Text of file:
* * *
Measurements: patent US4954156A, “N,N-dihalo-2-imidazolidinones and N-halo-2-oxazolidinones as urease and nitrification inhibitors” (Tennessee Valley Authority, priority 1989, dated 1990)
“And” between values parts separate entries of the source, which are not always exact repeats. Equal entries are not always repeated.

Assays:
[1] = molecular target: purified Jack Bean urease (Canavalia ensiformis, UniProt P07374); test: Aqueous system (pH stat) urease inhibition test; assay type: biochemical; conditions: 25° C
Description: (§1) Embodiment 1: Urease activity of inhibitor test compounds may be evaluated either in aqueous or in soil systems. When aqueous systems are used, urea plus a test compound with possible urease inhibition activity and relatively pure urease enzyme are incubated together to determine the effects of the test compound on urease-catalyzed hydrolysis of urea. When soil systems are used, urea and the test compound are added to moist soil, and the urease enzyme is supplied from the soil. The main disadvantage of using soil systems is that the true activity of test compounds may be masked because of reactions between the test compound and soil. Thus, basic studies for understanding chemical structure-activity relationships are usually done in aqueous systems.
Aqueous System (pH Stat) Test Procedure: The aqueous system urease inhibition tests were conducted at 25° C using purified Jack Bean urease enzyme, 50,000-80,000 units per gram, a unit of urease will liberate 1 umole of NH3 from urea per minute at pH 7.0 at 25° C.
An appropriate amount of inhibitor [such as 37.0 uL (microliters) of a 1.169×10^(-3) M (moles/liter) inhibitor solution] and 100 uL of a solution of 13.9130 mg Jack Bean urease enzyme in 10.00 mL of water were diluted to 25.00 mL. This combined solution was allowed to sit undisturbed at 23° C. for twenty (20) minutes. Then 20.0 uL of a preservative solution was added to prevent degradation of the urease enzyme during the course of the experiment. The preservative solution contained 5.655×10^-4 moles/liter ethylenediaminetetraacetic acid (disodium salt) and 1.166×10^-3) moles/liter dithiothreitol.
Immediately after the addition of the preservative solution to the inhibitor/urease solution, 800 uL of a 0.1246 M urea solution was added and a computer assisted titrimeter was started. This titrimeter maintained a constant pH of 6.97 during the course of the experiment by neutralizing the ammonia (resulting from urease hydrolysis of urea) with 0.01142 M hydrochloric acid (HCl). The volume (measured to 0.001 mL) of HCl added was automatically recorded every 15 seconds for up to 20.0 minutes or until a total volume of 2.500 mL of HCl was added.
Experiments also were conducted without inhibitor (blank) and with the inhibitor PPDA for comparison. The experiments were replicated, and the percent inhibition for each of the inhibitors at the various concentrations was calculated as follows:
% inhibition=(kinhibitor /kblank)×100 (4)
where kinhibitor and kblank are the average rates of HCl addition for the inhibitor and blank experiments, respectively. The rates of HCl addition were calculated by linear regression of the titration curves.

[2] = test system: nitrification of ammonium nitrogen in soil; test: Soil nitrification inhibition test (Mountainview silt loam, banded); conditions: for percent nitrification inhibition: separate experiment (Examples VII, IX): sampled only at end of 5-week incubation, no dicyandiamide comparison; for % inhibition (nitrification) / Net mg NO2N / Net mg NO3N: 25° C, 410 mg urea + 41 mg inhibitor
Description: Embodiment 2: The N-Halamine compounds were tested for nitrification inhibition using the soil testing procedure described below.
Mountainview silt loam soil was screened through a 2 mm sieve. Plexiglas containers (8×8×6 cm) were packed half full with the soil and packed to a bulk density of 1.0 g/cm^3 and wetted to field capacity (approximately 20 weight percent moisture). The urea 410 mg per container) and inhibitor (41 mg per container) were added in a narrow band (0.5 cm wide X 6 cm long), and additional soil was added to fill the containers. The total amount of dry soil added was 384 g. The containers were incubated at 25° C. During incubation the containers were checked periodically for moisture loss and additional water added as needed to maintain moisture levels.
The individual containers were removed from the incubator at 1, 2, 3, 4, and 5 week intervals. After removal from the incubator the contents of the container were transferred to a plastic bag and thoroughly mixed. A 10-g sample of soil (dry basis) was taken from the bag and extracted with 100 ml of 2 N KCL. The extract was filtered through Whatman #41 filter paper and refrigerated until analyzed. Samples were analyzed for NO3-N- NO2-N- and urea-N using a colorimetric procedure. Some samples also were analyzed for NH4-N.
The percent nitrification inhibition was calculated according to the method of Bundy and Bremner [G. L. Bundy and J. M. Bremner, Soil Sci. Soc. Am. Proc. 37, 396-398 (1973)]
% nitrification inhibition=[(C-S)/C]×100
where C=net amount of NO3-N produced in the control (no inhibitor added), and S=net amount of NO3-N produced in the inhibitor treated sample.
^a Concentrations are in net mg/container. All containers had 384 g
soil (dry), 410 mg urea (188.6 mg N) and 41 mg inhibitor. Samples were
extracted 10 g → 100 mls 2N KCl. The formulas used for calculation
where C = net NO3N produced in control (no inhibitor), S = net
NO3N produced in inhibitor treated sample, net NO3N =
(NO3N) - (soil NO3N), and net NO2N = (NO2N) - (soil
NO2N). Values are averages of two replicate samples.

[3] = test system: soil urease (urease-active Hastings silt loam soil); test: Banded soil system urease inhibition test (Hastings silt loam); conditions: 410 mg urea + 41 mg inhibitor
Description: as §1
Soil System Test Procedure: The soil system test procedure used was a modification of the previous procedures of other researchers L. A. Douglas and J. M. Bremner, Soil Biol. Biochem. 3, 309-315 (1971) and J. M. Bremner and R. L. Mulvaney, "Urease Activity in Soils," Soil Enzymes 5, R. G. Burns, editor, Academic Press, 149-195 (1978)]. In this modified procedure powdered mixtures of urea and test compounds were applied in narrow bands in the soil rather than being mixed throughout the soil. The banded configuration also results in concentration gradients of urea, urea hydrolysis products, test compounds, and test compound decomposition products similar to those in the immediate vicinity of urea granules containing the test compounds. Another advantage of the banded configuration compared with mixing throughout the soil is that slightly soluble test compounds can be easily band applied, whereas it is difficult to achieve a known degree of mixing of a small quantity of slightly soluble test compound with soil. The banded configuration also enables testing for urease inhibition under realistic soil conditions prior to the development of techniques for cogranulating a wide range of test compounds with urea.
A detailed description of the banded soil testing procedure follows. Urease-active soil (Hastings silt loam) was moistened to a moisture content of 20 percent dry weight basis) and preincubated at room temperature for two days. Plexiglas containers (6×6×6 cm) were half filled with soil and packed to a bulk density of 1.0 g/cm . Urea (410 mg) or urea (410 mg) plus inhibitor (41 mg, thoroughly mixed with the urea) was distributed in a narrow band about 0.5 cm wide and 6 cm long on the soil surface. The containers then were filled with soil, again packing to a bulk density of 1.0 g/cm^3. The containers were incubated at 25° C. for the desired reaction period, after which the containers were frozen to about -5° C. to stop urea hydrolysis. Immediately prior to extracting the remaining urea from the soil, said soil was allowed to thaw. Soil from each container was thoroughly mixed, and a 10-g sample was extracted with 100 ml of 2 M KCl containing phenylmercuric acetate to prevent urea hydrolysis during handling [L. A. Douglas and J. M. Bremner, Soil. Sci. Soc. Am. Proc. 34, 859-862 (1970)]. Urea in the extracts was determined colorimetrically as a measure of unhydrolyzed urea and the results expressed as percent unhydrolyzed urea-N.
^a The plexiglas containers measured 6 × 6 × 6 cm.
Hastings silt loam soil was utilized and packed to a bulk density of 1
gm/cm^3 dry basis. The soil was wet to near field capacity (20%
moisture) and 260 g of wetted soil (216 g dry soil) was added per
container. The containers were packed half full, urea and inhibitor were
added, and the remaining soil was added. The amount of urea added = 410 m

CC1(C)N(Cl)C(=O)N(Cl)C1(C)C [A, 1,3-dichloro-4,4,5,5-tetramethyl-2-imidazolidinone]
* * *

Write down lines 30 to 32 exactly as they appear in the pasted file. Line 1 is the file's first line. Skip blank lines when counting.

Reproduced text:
^a The plexiglas containers measured 6 × 6 × 6 cm.
Hastings silt loam soil was utilized and packed to a bulk density of 1
gm/cm^3 dry basis. The soil was wet to near field capacity (20%